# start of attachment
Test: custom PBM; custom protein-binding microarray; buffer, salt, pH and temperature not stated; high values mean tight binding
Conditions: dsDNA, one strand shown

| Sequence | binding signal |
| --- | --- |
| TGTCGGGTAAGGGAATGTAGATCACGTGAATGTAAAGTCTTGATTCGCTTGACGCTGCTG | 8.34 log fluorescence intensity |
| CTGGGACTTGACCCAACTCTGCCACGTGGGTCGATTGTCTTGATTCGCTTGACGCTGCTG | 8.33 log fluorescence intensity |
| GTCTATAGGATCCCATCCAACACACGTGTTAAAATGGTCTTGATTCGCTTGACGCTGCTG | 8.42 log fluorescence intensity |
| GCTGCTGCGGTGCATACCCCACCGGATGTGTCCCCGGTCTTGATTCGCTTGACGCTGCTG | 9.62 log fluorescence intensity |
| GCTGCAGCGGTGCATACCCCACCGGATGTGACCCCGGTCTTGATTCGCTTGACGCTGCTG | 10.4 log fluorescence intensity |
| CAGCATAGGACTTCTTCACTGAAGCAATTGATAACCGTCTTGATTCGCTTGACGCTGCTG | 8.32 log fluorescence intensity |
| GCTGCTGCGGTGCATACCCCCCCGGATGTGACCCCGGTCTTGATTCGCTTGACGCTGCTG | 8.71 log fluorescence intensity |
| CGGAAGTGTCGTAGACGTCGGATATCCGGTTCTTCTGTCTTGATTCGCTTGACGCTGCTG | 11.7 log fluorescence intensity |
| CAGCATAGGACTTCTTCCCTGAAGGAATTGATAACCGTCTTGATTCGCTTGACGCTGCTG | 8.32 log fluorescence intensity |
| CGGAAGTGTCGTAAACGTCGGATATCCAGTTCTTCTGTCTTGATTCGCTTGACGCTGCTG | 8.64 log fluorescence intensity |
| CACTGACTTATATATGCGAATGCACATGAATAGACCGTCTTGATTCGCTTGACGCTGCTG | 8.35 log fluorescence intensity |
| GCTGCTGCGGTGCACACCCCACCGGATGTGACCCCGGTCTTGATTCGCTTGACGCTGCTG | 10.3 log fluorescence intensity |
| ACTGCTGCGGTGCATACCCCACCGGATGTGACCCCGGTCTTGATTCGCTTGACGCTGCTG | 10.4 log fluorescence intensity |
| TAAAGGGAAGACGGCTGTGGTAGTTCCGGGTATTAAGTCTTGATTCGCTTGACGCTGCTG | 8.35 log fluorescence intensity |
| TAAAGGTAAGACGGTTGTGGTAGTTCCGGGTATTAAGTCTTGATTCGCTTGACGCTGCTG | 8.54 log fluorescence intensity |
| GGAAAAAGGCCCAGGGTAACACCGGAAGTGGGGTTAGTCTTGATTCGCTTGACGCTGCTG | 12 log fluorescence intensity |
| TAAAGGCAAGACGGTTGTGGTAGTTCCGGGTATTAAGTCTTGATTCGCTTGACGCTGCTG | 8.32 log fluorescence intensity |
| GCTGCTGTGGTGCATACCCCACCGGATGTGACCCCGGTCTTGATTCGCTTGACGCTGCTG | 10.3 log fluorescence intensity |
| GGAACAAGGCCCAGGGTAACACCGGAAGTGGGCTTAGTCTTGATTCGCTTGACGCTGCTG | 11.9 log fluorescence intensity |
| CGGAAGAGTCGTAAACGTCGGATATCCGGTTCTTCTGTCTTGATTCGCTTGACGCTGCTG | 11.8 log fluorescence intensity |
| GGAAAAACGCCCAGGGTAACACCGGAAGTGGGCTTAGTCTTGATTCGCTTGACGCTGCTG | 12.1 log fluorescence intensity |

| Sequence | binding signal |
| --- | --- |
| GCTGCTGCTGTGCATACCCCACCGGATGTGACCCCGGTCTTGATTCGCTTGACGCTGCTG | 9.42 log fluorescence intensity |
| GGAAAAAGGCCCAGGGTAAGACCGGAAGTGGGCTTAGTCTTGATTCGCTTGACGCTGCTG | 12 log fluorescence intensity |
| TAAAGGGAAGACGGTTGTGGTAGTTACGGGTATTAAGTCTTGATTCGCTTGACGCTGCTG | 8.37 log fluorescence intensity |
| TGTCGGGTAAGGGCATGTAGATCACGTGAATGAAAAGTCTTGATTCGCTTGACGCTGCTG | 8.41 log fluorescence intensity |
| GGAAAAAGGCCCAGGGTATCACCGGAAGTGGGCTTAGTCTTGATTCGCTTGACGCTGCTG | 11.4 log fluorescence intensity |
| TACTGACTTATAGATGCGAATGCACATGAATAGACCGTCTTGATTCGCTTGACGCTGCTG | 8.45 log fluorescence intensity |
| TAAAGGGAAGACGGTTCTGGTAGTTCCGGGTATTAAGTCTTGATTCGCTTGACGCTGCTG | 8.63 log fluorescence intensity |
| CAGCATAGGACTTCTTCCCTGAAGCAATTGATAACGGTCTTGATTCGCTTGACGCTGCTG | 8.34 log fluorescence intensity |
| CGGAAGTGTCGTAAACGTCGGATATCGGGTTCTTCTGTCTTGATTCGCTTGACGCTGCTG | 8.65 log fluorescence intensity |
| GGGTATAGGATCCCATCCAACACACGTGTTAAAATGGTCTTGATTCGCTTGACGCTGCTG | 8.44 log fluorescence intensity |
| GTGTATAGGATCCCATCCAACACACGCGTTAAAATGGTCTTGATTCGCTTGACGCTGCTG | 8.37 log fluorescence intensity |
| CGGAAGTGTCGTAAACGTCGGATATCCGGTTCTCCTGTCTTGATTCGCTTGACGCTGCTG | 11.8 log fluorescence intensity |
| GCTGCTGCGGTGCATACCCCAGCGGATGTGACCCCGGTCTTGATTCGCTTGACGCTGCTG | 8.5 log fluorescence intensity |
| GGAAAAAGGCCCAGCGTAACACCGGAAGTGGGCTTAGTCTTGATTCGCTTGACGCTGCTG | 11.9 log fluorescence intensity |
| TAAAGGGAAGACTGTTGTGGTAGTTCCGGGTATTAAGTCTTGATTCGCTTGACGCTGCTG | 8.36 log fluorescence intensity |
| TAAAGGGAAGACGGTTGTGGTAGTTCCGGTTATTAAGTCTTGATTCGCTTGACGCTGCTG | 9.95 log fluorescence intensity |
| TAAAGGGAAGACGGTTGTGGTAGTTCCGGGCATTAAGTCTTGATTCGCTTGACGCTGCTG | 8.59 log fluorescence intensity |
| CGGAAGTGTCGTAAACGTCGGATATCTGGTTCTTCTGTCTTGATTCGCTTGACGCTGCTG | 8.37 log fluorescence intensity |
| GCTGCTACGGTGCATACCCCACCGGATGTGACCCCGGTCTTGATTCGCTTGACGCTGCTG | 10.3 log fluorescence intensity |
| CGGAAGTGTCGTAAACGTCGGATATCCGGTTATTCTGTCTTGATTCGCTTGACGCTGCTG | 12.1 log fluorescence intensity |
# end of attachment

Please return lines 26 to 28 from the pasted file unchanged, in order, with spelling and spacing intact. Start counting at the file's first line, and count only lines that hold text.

| Sequence | binding signal |
| --- | --- |
| GCTGCTGCTGTGCATACCCCACCGGATGTGACCCCGGTCTTGATTCGCTTGACGCTGCTG | 9.42 log fluorescence intensity |